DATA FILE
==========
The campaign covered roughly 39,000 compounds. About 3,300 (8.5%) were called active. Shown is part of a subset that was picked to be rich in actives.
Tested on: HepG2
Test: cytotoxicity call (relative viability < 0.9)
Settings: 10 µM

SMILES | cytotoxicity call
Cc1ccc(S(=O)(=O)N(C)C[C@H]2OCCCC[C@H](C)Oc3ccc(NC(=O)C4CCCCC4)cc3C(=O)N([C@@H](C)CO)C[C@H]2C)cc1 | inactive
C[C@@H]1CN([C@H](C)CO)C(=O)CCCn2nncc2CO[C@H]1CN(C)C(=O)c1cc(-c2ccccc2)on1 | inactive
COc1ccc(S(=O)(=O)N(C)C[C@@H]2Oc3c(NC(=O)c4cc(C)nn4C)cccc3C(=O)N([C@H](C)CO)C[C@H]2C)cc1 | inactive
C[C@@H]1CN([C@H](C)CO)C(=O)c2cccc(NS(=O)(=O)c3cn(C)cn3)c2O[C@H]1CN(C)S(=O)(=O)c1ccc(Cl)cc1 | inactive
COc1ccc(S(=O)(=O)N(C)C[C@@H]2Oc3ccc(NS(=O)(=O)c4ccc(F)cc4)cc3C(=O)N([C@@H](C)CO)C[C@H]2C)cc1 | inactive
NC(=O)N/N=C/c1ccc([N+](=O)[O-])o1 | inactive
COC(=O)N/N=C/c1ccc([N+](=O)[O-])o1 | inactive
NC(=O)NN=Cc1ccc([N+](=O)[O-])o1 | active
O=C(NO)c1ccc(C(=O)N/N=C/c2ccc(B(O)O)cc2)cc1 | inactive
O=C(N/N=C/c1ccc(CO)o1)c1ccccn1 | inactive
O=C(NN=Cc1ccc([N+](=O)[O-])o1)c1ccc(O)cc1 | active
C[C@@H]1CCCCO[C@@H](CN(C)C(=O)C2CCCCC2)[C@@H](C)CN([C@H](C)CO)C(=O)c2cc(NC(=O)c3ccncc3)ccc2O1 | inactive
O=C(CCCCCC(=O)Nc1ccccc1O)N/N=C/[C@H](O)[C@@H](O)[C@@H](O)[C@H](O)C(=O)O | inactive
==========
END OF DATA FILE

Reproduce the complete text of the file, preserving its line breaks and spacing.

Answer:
The campaign covered roughly 39,000 compounds. About 3,300 (8.5%) were called active. Shown is part of a subset that was picked to be rich in actives.
Tested on: HepG2
Test: cytotoxicity call (relative viability < 0.9)
Settings: 10 µM

SMILES | cytotoxicity call
Cc1ccc(S(=O)(=O)N(C)C[C@H]2OCCCC[C@H](C)Oc3ccc(NC(=O)C4CCCCC4)cc3C(=O)N([C@@H](C)CO)C[C@H]2C)cc1 | inactive
C[C@@H]1CN([C@H](C)CO)C(=O)CCCn2nncc2CO[C@H]1CN(C)C(=O)c1cc(-c2ccccc2)on1 | inactive
COc1ccc(S(=O)(=O)N(C)C[C@@H]2Oc3c(NC(=O)c4cc(C)nn4C)cccc3C(=O)N([C@H](C)CO)C[C@H]2C)cc1 | inactive
C[C@@H]1CN([C@H](C)CO)C(=O)c2cccc(NS(=O)(=O)c3cn(C)cn3)c2O[C@H]1CN(C)S(=O)(=O)c1ccc(Cl)cc1 | inactive
COc1ccc(S(=O)(=O)N(C)C[C@@H]2Oc3ccc(NS(=O)(=O)c4ccc(F)cc4)cc3C(=O)N([C@@H](C)CO)C[C@H]2C)cc1 | inactive
NC(=O)N/N=C/c1ccc([N+](=O)[O-])o1 | inactive
COC(=O)N/N=C/c1ccc([N+](=O)[O-])o1 | inactive
NC(=O)NN=Cc1ccc([N+](=O)[O-])o1 | active
O=C(NO)c1ccc(C(=O)N/N=C/c2ccc(B(O)O)cc2)cc1 | inactive
O=C(N/N=C/c1ccc(CO)o1)c1ccccn1 | inactive
O=C(NN=Cc1ccc([N+](=O)[O-])o1)c1ccc(O)cc1 | active
C[C@@H]1CCCCO[C@@H](CN(C)C(=O)C2CCCCC2)[C@@H](C)CN([C@H](C)CO)C(=O)c2cc(NC(=O)c3ccncc3)ccc2O1 | inactive
O=C(CCCCCC(=O)Nc1ccccc1O)N/N=C/[C@H](O)[C@@H](O)[C@@H](O)[C@H](O)C(=O)O | inactive